What women want at work

For 2018’s International Women’s Day, PwC published research based on the results of a survey of 3,627 women around the world, called “Time to talk. What has to change for women at work”.


It shows three key essential elements that business leaders must focus on to advance gender equality and help women’s career advancement as they lead their enterprises into the 21st century.

1.  Transparency and trust matter.

2.  Support networks and advocacy go a long way. Women need strategic support.

3.  Challenges with balancing life, family care and work. There are grave concerns regarding flexibility and motherhood penalties.

58 per cent of the women in the study identified the need for greater transparency from their employers to improve career development opportunities. “This fits the stereotype that women believe they have to be 100 per cent competent or overqualified to advance, which is backed up by disappointing evidence that in PwC’s survey, only 17 per cent of respondents said they would put themselves forward for a promotion if they didn’t think they had all the right skills,” writes Carol Stubbings, global leader of PwC’s People and Organization practice. For employers to help talented people, be they men or women, reach their potential, everybody must be clear on the criteria for advancement.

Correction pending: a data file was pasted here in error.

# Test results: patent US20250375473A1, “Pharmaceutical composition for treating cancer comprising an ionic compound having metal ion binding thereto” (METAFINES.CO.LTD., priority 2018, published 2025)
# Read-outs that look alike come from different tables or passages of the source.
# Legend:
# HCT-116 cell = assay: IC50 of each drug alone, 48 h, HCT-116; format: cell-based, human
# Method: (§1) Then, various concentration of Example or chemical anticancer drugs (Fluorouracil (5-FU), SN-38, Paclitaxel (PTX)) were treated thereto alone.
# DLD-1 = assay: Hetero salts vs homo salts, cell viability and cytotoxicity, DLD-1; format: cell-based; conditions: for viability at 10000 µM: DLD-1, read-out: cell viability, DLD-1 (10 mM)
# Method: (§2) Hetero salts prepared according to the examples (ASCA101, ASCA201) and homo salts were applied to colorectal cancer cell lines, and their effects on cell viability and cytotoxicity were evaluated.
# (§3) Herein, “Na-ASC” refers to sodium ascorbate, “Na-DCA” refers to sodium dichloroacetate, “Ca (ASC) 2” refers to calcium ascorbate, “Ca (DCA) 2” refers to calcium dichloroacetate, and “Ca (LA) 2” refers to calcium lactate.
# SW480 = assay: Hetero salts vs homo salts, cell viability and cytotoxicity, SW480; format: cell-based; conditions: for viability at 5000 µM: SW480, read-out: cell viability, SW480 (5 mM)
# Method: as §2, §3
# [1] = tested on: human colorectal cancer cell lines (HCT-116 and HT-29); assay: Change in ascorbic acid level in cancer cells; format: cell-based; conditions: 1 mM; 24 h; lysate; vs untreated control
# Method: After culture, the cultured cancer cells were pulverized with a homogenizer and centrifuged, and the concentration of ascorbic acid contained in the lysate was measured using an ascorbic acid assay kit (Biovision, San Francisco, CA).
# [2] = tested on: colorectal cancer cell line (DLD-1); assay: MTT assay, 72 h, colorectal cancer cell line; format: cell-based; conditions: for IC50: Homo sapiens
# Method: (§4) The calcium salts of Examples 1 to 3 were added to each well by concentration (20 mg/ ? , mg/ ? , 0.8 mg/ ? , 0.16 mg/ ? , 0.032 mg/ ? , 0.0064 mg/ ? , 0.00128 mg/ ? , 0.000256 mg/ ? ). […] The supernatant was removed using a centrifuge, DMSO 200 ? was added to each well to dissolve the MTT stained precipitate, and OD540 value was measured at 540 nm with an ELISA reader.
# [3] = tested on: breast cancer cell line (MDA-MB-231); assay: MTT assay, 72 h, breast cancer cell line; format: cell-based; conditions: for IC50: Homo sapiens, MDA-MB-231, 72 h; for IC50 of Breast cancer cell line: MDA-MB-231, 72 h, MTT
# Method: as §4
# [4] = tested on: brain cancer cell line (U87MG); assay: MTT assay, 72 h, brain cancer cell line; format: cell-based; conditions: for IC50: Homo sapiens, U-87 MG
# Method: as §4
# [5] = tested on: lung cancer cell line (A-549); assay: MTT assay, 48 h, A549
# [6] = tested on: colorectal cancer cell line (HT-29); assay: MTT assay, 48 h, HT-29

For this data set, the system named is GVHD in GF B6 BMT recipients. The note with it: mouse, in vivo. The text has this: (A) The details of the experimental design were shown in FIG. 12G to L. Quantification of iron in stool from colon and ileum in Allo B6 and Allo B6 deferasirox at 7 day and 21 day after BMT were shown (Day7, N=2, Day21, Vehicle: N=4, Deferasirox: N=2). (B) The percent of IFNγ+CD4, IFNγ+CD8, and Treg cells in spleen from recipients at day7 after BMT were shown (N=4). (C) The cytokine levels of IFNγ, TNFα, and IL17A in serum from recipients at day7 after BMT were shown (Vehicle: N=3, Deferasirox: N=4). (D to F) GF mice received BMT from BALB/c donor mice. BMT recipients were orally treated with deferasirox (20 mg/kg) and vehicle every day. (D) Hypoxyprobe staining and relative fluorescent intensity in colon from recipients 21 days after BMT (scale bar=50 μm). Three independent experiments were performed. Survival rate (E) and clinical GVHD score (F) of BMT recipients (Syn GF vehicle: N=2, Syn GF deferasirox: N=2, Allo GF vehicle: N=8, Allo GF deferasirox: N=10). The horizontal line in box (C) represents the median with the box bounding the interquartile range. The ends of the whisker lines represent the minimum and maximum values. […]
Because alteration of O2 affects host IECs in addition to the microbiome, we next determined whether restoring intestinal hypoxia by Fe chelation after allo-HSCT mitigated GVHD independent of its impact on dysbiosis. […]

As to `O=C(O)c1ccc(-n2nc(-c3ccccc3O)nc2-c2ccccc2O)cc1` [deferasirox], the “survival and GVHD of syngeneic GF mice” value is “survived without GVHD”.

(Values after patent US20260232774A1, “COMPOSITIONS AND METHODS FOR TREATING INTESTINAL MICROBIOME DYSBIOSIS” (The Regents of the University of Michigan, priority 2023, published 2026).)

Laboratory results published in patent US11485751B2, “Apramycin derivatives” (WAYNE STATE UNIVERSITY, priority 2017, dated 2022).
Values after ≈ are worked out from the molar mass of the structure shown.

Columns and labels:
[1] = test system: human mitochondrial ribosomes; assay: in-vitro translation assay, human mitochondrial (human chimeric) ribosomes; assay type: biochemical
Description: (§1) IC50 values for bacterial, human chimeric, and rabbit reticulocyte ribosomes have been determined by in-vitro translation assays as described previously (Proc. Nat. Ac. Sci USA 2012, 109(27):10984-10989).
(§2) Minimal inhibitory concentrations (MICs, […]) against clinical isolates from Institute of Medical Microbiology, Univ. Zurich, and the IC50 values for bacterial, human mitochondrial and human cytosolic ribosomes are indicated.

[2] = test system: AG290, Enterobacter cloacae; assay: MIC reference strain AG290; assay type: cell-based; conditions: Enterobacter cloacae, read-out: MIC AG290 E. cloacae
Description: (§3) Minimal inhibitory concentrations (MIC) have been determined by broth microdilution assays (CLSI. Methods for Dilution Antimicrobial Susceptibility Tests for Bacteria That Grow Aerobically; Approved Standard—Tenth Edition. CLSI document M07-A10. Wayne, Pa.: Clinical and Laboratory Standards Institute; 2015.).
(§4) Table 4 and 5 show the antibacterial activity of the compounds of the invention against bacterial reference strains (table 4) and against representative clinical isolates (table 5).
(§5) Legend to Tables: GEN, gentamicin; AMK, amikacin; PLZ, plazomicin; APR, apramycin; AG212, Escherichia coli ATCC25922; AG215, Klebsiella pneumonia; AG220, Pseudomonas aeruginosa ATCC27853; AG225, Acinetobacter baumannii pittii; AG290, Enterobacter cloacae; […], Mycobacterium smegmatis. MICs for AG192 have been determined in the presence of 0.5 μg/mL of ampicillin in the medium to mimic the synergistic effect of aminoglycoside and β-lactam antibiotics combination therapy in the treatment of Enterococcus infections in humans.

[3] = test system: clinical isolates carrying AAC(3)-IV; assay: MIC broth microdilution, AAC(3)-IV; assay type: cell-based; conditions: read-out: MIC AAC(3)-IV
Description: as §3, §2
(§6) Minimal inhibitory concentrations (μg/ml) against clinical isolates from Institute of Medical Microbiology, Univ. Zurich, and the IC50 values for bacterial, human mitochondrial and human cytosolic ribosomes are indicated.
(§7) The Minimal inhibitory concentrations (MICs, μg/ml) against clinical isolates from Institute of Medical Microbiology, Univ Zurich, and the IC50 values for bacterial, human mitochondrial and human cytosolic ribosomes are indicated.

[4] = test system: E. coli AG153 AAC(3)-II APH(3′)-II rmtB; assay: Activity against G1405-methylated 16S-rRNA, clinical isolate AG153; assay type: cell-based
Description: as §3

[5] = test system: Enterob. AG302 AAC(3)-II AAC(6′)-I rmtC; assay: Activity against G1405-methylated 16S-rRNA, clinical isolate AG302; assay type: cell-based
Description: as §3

“The elephant in the room in the early days of career building for women is often motherhood,” writes Stubbings. “A career lasts a long time, and given we are all living longer, careers are likely to last a lot longer, too: There is no reason women can’t get to the top if they take time out to have children. Today we too often see that the penalty is much bigger that the career gap merits.” Employers therefore need to recognize this for what it is: a normal stage in a person’s professional and personal life. Unfortunately, in the survey, 42 per cent said they feared the impact having a child would have on their careers and 48 per cent of new mothers said they were overlooked for promotion on their return to work.

The vast majority of women in this survey who were part of a couple were part of dual-career couples. “And, we know that it is no longer the default choice for the woman in a heterosexual couple to be the primary carer for children or the elderly,” writes Stubbings. Employers therefore need to adapt their policies to suit these changes.

Read more on www.pwc.com and www.strategy-business.com

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